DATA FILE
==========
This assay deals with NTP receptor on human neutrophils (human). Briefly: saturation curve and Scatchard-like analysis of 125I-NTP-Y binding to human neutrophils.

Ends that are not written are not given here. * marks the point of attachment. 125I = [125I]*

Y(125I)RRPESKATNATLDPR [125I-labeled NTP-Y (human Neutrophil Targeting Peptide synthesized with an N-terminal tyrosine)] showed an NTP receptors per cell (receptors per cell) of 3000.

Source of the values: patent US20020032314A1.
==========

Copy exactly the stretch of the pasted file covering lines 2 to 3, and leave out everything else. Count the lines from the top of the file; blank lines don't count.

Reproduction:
Ends that are not written are not given here. * marks the point of attachment. 125I = [125I]*

Y(125I)RRPESKATNATLDPR [125I-labeled NTP-Y (human Neutrophil Targeting Peptide synthesized with an N-terminal tyrosine)] showed an NTP receptors per cell (receptors per cell) of 3000.